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ransom payments aimed to curb corruption’s role in facilitating terrorism. He implored DASD Huddleston to “please do something with them.”

13. (S/NF) Guenaizia agreed that trust was an issue with Mali. Although Algeria has provided materiel and training support to Mali to help resolve the Tuareg issue, it was not inclined to give Mali weapons and communications gear because of concerns that such equipment might be trafficked to Ivory Coast or Guinea. Guenaizia said there was a “double language” in Mali-- its political leadership did not share the commitment Mali’s military leaders demonstrated. In order to succeed in the fight, Guenaizia affirmed, Mali had to cooperate fully. The Bamako summit has to deliver a clear political commitment. The U.S. could help by talking to Mali and others with influence in Mali to ensure the necessary level of political will was there. Huddleston agreed that complicity in Mali regarding the desire to share in the spoils of illegal trafficking seemed to have become worse since her tenure as ambassador. She concurred that Mali’s cooperation was essential but said that engaging Mali was a task for the entire region, not only Algeria. Huddleston cited the potential role of other partners in the region with influence in Mali, like Libya and Burkina Faso. She also suggested involving the AU to press for a general statement on fighting terrorism in the Sahel that would not single out Mali but rather deliver a broad message that countries in the region should act in concert and not allow terrorists to operate with impunity. The U.S., she said, will engage Mali and others in the region to play a constructive role in the region’s fight against terrorism.


14. (S/NF) Huddleston told Guenaizia that U.S. military assistance in the region aimed to improve the capacity of militaries in Mali, Mauritania and Chad through training and equipment. President Tandja’s bid for a third term in office, she regretted, probably meant the U.S. will not be able to assist Niger, but we will extend our assistance to Burkina Faso soon. It was important, she stressed, that U.S. efforts were in step with regional efforts already underway. In this regard, Huddleston emphasized that communication among regional governments and other partners, like the U.S., was essential. Huddleston referred to recent talks between the U.S. and European allies on security in the Sahel, during which the European Commission and France mentioned plans for assistance. Guenaizia noted Europe’s interest in getting involved and said that some European governments had tried to insert themselves into the Tamanrasset meeting. He bluntly stated that Africa had already endured a period of colonialism. Lallali interjected that European participation could complicate matters.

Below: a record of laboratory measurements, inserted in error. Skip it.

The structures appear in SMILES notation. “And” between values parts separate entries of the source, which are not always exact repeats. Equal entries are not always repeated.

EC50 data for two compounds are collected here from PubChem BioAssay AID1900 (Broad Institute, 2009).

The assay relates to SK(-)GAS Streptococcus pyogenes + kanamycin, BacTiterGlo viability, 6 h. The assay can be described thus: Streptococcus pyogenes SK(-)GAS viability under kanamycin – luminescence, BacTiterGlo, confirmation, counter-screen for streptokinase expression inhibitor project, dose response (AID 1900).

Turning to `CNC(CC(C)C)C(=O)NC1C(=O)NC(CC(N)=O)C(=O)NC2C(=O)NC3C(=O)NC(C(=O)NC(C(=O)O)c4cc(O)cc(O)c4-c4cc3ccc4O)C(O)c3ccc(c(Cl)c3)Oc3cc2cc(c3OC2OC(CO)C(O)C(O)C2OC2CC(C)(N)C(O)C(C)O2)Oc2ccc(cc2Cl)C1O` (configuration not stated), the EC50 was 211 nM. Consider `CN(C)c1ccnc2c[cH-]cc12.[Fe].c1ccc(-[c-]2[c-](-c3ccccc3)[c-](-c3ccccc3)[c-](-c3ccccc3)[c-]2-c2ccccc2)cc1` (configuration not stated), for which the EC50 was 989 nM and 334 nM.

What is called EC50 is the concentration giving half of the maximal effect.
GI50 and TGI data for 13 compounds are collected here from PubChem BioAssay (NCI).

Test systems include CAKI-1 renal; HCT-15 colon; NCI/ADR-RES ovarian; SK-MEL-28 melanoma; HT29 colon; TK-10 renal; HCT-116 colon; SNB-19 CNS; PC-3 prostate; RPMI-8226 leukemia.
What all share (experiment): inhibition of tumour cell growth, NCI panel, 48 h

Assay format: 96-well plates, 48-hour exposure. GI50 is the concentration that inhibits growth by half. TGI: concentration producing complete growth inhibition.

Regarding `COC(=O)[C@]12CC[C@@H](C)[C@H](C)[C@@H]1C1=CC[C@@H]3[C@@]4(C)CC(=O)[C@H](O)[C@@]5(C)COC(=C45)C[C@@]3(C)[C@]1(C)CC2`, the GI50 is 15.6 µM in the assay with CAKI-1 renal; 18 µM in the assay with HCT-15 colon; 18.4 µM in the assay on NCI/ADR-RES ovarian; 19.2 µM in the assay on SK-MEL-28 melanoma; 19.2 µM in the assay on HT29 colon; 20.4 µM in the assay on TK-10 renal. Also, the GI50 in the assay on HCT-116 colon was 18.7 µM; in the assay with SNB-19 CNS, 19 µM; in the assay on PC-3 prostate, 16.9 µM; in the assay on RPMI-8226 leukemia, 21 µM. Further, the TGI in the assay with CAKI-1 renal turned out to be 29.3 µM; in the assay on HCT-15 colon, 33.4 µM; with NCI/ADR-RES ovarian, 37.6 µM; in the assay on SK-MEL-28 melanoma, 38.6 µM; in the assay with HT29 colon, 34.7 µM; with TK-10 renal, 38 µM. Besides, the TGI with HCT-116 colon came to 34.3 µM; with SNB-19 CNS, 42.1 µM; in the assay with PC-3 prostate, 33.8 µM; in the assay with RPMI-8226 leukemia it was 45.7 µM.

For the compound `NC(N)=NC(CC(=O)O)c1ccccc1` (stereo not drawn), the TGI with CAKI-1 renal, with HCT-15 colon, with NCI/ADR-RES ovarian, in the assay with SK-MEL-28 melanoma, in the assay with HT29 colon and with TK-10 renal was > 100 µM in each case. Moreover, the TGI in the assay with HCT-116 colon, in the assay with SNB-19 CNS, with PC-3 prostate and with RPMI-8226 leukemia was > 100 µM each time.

15. (S/NF) Huddleston clarified that outside partners did not have to be involved directly but needed to be apprised of future steps and planning in order to provide support. Huddleston suggested regular meetings by the MOD with the Ambassador and DATT in Algiers. Guenaizia said he had no objection, both with the U.S. and others. The threat concerns all. But cooperation had to advance gradually. We should review progress in stages, he added. Immediate efforts, he reiterated, should focus on pressuring Mali and achieving a successful summit in Bamako. The next step was to allow time for standing up the regional command in Tamanrasset and determining equipment needs. He suggested in two to three months we might be able meet and take stock of that effort. In this regard, Guenaizia welcomed the expected visit of General Ward of Africa Command in November.

16. (U) DASD Huddleston did not clear this cable.

17. (U) Tripoli minimize considered. PEARCE